Award-winning Glaswegian photographer and filmmaker Chris Leslie embarked on a project to document the changing face of Glasgow in 2014, capturing a city in the throes of another transformation, like that which led to the creation of the Scottish New Towns 70 years ago – but what might this mean for the city’s people? Here he shares an outline of the project and some of the incredible images he caught in preparing Disappearing Glasgow, which he’ll be discussing at ReimagiNation: Cumbernauld.
Glasgow in Flux
“The skyline of Glasgow is set to be radically transformed, as swathes of high-rise tower blocks make way for thousands of new homes across the city. Glasgow is enjoying a real renaissance. We’re delivering on better housing and we have regained our sense of ambition. This is an announcement that looks to the future and we are determined we will not repeat the mistakes of the past” – Glasgow City Council, 2006
Since 2006 over 30% of Glasgow’s tower blocks have been demolished. Entire communities have disappeared as Glasgow embarks on its latest orgy of demolition, a ‘solution’ that has been so prevalent in the city’s history.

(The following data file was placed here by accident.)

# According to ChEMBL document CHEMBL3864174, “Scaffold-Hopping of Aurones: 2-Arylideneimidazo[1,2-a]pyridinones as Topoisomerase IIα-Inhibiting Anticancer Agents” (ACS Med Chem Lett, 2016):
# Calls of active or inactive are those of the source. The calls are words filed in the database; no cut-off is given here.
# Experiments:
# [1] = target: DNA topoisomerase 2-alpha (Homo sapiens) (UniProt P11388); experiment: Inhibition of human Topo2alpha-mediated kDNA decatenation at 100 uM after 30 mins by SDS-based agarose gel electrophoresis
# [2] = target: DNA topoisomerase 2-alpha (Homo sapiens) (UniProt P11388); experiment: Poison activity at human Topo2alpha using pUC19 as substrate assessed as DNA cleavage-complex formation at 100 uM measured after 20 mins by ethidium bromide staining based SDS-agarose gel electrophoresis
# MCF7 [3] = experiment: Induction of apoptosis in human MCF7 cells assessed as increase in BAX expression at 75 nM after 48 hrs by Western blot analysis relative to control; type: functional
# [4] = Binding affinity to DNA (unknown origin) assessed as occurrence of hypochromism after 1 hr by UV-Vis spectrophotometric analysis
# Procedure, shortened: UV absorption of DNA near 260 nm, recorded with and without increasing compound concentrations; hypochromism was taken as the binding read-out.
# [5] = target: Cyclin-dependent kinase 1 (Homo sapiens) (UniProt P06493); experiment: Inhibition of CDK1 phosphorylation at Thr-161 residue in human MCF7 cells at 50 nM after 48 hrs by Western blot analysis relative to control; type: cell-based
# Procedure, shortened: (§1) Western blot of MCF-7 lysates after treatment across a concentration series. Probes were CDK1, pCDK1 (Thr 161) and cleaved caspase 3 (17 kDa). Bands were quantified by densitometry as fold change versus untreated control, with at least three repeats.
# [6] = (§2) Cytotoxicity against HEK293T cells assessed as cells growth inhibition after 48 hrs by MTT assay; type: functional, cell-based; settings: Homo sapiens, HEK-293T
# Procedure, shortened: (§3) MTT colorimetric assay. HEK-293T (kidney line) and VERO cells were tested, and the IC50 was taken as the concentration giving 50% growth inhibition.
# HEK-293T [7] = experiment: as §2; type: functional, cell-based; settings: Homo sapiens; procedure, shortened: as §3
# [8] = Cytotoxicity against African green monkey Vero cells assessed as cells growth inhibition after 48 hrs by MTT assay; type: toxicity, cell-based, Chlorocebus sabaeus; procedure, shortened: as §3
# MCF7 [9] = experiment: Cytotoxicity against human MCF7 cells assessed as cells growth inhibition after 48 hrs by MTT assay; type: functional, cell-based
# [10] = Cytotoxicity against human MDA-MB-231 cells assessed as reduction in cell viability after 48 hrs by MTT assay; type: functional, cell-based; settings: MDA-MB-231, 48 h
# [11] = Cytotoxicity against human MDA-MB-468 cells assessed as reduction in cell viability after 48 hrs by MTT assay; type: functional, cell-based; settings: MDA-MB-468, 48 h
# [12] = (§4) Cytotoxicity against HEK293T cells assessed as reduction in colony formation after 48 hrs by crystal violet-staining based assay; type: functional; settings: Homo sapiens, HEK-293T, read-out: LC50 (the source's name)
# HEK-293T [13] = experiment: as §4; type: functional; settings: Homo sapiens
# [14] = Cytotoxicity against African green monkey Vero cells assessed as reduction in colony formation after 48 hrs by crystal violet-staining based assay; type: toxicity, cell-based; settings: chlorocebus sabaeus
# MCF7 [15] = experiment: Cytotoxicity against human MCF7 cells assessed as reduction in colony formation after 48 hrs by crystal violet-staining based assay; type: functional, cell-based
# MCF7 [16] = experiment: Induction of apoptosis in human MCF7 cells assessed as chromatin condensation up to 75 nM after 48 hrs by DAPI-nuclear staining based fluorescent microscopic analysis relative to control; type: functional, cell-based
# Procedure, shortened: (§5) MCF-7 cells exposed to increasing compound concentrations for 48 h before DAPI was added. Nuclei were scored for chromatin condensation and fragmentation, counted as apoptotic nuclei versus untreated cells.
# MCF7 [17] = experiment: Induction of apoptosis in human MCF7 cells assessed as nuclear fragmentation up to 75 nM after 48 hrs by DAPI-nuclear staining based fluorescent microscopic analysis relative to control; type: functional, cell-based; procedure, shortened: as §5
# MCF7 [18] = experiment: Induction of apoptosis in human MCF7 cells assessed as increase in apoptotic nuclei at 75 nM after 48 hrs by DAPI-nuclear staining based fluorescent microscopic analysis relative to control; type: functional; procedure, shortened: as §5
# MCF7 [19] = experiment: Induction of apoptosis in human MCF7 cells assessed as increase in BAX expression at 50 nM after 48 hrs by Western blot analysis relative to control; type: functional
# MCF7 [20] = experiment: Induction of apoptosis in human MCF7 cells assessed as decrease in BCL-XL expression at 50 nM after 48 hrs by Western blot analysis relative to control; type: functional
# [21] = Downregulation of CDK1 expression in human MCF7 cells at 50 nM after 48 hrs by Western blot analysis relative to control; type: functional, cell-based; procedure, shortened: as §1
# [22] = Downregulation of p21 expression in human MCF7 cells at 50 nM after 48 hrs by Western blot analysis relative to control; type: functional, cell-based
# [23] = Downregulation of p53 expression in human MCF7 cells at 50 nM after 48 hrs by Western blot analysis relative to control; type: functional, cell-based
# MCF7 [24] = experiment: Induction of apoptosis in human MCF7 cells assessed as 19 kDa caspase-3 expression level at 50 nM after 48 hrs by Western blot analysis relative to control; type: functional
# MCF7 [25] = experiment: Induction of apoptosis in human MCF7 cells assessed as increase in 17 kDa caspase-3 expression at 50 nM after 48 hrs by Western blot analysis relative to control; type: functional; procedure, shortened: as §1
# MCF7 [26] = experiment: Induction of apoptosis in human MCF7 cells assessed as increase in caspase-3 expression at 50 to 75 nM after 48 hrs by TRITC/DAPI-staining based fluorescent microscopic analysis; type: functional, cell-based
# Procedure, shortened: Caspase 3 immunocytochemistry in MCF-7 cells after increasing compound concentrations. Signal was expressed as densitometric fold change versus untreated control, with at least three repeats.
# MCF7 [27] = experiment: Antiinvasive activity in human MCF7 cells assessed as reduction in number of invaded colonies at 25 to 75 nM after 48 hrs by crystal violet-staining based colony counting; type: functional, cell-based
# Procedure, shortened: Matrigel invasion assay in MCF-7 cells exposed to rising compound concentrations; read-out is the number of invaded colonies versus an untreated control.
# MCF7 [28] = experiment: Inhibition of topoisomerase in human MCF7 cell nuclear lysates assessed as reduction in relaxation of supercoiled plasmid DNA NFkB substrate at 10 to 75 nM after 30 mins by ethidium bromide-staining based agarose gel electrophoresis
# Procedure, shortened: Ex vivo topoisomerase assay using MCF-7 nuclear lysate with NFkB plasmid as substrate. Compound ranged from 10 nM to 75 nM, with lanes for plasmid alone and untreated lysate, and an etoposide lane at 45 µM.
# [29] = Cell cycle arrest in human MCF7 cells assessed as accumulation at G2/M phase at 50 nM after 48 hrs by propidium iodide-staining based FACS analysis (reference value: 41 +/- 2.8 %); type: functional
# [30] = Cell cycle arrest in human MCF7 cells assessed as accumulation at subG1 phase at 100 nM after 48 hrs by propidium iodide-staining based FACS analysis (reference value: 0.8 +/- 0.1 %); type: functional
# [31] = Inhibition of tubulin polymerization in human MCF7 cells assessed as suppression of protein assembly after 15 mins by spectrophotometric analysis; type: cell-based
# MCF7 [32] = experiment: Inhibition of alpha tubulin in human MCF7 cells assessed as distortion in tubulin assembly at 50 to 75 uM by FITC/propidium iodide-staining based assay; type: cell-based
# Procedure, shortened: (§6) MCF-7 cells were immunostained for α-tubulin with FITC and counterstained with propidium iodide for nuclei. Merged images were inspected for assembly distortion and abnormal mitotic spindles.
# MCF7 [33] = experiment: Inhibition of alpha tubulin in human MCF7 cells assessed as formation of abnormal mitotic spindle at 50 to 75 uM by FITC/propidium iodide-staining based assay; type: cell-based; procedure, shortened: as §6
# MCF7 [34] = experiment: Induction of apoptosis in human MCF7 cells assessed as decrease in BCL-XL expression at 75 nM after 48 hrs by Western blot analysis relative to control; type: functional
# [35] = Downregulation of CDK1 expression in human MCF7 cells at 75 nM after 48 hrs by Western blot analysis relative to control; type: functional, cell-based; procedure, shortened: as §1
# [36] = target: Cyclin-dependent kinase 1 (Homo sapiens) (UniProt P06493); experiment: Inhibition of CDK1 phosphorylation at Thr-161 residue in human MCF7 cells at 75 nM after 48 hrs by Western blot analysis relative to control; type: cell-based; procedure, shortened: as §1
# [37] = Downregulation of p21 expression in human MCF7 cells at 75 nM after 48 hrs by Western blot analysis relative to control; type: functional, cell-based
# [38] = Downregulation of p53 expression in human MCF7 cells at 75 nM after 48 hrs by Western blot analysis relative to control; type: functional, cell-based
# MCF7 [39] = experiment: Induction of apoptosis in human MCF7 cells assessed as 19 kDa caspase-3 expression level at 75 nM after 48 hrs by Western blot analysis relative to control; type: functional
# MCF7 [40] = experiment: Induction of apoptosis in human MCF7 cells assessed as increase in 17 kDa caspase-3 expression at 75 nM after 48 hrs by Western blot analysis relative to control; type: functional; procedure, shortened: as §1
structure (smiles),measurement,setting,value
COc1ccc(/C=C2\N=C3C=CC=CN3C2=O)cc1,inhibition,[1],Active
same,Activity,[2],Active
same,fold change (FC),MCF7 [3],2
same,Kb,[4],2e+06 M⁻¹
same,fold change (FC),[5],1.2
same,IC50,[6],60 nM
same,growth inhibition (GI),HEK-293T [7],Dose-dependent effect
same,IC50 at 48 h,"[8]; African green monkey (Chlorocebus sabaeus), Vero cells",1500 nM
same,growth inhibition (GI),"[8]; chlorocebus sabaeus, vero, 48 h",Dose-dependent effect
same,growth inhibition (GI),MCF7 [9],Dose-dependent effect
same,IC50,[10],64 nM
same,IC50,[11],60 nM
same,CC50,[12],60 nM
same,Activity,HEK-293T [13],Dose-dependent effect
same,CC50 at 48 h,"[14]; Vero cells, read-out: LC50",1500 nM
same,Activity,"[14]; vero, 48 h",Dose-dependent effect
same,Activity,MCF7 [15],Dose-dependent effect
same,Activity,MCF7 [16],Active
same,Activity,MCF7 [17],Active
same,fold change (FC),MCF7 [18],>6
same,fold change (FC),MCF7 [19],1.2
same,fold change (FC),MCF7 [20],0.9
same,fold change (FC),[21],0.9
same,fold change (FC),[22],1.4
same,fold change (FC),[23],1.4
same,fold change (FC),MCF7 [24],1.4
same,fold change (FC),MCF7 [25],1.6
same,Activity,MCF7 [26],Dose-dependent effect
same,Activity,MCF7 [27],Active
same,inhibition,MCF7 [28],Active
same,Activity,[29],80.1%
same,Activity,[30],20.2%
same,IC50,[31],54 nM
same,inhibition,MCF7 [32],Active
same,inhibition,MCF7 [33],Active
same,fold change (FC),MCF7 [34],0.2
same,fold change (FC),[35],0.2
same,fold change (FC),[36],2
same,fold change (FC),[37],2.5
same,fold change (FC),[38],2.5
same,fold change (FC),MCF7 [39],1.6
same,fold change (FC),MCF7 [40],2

Glaswegians have grown so familiar with mass demolition and subsequent regeneration to change, reinvent and market the city. They can perhaps be forgiven for not noticing, or even caring about the fundamental changes that have taken place in just a short period of 8 years. If you blinked you really could have missed it.
In the previous round of mass demolition in the 1960s and 70s, tens of thousands of Glaswegians were decanted from slums into new schemes and high-rise flat developments. These new homes, many of them high rise flats, represented a utopian vision for social housing – complete with kitchen and indoor bathroom, central heating and mixer taps, they were presented as the solution to some of the worst slum conditions in Europe at that time.
By the turn of the 21st century the solution had become the problem. The humble wrecking ball was replaced with multi million pound demolition contracts, explosives developed by NASA, secured exclusion zones and demolition spectacles that all the community are invited to watch. But the simple ethos of “knock-em-down and build-em-back-up-again” remains the same.